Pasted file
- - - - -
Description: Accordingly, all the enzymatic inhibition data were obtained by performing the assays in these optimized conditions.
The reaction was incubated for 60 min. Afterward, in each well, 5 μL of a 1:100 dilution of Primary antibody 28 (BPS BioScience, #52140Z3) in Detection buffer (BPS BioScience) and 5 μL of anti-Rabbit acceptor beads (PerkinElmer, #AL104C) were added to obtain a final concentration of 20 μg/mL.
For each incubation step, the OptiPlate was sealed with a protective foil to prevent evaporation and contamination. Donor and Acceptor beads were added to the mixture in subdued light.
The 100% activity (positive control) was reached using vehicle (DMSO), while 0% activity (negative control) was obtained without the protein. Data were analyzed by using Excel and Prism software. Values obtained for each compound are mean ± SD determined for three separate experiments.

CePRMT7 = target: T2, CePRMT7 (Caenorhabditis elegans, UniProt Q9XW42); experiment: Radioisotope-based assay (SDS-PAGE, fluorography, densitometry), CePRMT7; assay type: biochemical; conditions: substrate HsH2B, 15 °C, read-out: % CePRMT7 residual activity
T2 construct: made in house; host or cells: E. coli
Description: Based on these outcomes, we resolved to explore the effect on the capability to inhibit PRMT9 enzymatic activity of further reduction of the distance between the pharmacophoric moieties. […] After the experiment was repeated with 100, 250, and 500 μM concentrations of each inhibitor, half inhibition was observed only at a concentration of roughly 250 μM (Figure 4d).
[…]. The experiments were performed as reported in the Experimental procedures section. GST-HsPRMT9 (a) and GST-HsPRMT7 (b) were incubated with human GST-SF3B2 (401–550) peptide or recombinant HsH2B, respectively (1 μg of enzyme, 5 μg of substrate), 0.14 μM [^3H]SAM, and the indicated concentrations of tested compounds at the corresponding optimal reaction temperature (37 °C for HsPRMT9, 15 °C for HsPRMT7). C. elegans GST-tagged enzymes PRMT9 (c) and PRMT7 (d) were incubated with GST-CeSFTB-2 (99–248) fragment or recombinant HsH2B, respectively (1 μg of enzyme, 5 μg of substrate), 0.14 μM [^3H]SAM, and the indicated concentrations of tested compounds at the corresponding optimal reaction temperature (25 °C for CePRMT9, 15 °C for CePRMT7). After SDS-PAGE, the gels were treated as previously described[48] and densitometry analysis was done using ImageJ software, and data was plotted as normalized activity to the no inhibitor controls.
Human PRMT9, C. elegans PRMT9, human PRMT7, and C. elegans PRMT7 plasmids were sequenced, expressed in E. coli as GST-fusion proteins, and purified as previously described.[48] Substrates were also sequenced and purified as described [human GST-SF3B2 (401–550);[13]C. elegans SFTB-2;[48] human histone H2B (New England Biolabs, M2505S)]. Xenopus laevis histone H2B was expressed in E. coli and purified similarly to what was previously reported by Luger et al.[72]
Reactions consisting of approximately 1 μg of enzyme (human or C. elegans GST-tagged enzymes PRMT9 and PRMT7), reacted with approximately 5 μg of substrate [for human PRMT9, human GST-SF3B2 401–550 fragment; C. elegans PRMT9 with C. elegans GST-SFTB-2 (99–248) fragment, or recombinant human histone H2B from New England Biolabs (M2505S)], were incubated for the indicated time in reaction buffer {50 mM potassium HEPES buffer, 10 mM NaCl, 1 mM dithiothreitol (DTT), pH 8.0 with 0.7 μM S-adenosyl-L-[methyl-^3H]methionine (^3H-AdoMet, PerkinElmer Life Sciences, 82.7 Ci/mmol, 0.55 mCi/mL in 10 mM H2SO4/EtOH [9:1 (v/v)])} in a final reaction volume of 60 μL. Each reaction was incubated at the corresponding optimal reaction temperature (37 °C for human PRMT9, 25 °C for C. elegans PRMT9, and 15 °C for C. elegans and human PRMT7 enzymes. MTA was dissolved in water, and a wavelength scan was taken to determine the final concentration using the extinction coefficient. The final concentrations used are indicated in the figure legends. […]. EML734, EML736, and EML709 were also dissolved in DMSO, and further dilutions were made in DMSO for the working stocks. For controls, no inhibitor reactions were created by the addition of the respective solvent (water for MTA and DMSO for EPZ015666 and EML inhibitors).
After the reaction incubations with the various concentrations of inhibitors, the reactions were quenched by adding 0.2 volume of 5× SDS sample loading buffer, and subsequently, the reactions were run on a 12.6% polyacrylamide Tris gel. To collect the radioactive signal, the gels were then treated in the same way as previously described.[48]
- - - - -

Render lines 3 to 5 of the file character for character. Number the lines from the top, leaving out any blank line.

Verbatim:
For each incubation step, the OptiPlate was sealed with a protective foil to prevent evaporation and contamination. Donor and Acceptor beads were added to the mixture in subdued light.
The 100% activity (positive control) was reached using vehicle (DMSO), while 0% activity (negative control) was obtained without the protein. Data were analyzed by using Excel and Prism software. Values obtained for each compound are mean ± SD determined for three separate experiments.

CePRMT7 = target: T2, CePRMT7 (Caenorhabditis elegans, UniProt Q9XW42); experiment: Radioisotope-based assay (SDS-PAGE, fluorography, densitometry), CePRMT7; assay type: biochemical; conditions: substrate HsH2B, 15 °C, read-out: % CePRMT7 residual activity